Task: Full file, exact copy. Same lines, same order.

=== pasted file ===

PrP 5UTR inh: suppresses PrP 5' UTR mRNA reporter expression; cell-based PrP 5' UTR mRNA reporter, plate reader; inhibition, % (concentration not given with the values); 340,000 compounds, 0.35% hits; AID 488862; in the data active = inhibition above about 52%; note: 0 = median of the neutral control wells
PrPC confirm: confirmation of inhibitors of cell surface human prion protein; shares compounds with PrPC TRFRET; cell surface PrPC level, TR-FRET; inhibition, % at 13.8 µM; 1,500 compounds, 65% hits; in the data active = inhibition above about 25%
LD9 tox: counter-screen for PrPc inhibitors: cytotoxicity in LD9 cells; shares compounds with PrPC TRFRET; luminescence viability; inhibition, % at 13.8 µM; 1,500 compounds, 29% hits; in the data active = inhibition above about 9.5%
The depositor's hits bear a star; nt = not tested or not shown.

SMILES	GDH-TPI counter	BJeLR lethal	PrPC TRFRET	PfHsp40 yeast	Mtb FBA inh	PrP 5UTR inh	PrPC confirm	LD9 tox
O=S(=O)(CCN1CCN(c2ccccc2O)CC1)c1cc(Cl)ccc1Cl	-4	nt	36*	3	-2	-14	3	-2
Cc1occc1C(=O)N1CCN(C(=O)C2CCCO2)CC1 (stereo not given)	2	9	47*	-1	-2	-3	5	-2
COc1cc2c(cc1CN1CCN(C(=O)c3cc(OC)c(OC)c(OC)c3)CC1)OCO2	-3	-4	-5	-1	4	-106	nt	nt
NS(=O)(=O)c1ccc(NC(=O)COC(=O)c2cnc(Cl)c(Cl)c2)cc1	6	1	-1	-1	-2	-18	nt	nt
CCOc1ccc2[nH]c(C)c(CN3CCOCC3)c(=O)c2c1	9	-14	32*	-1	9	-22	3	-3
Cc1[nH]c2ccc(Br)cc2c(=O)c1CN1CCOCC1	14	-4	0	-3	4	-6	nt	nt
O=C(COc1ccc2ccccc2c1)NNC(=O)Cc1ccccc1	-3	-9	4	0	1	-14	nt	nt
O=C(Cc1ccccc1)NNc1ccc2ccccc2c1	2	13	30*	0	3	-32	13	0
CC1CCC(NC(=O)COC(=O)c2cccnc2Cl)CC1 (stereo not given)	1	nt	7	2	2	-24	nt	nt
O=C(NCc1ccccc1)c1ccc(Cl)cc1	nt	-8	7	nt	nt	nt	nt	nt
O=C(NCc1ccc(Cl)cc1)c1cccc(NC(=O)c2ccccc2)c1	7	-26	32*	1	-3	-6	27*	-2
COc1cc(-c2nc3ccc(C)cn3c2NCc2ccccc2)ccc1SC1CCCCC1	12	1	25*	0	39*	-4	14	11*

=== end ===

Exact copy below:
PrP 5UTR inh: suppresses PrP 5' UTR mRNA reporter expression; cell-based PrP 5' UTR mRNA reporter, plate reader; inhibition, % (concentration not given with the values); 340,000 compounds, 0.35% hits; AID 488862; in the data active = inhibition above about 52%; note: 0 = median of the neutral control wells
PrPC confirm: confirmation of inhibitors of cell surface human prion protein; shares compounds with PrPC TRFRET; cell surface PrPC level, TR-FRET; inhibition, % at 13.8 µM; 1,500 compounds, 65% hits; in the data active = inhibition above about 25%
LD9 tox: counter-screen for PrPc inhibitors: cytotoxicity in LD9 cells; shares compounds with PrPC TRFRET; luminescence viability; inhibition, % at 13.8 µM; 1,500 compounds, 29% hits; in the data active = inhibition above about 9.5%
The depositor's hits bear a star; nt = not tested or not shown.

SMILES	GDH-TPI counter	BJeLR lethal	PrPC TRFRET	PfHsp40 yeast	Mtb FBA inh	PrP 5UTR inh	PrPC confirm	LD9 tox
O=S(=O)(CCN1CCN(c2ccccc2O)CC1)c1cc(Cl)ccc1Cl	-4	nt	36*	3	-2	-14	3	-2
Cc1occc1C(=O)N1CCN(C(=O)C2CCCO2)CC1 (stereo not given)	2	9	47*	-1	-2	-3	5	-2
COc1cc2c(cc1CN1CCN(C(=O)c3cc(OC)c(OC)c(OC)c3)CC1)OCO2	-3	-4	-5	-1	4	-106	nt	nt
NS(=O)(=O)c1ccc(NC(=O)COC(=O)c2cnc(Cl)c(Cl)c2)cc1	6	1	-1	-1	-2	-18	nt	nt
CCOc1ccc2[nH]c(C)c(CN3CCOCC3)c(=O)c2c1	9	-14	32*	-1	9	-22	3	-3
Cc1[nH]c2ccc(Br)cc2c(=O)c1CN1CCOCC1	14	-4	0	-3	4	-6	nt	nt
O=C(COc1ccc2ccccc2c1)NNC(=O)Cc1ccccc1	-3	-9	4	0	1	-14	nt	nt
O=C(Cc1ccccc1)NNc1ccc2ccccc2c1	2	13	30*	0	3	-32	13	0
CC1CCC(NC(=O)COC(=O)c2cccnc2Cl)CC1 (stereo not given)	1	nt	7	2	2	-24	nt	nt
O=C(NCc1ccccc1)c1ccc(Cl)cc1	nt	-8	7	nt	nt	nt	nt	nt
O=C(NCc1ccc(Cl)cc1)c1cccc(NC(=O)c2ccccc2)c1	7	-26	32*	1	-3	-6	27*	-2
COc1cc(-c2nc3ccc(C)cn3c2NCc2ccccc2)ccc1SC1CCCCC1	12	1	25*	0	39*	-4	14	11*